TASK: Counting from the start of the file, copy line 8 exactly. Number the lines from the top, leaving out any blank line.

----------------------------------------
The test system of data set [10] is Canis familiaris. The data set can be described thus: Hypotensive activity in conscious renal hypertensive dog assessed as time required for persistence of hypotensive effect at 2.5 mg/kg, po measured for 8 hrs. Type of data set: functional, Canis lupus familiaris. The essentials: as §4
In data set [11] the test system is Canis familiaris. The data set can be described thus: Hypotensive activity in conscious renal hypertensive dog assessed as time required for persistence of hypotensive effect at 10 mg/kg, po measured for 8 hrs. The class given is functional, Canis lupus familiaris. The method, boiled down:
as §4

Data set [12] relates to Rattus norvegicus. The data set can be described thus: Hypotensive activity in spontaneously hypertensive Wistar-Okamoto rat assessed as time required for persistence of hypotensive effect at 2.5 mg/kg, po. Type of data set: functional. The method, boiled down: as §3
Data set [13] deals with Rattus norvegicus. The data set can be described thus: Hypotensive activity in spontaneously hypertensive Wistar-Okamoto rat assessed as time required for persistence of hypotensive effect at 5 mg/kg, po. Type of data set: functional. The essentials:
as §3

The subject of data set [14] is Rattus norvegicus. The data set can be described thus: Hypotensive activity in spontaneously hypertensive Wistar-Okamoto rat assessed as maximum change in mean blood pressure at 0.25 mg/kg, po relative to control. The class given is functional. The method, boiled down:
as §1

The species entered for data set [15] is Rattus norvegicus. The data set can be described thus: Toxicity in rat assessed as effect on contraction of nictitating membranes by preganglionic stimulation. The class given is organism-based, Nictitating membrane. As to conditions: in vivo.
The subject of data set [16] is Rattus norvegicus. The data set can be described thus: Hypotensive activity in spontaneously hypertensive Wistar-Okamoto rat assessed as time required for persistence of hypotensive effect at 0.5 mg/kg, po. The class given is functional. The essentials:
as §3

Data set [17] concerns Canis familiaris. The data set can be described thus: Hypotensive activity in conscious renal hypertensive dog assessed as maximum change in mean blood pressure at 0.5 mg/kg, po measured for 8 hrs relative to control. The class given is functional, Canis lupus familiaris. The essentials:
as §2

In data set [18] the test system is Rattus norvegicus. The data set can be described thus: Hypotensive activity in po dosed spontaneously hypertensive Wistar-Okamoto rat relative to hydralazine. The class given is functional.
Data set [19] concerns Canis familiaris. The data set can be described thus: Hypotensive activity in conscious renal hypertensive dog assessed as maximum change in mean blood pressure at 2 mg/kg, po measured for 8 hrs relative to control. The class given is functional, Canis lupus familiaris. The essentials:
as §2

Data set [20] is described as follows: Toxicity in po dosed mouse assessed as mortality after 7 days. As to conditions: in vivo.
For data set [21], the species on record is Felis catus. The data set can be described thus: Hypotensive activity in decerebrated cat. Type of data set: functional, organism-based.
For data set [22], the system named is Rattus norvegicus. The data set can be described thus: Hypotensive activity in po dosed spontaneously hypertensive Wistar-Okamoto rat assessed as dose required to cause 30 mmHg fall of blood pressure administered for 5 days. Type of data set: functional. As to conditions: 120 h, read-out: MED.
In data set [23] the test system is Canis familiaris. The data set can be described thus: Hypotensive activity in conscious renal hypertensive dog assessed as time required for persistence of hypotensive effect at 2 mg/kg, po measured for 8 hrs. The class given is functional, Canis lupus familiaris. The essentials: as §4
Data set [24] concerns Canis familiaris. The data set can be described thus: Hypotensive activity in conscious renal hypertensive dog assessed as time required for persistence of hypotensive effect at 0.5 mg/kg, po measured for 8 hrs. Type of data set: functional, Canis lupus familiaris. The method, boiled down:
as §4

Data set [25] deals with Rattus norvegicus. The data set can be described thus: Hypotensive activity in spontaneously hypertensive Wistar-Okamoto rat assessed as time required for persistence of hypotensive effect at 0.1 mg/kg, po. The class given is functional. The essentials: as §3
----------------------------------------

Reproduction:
as §1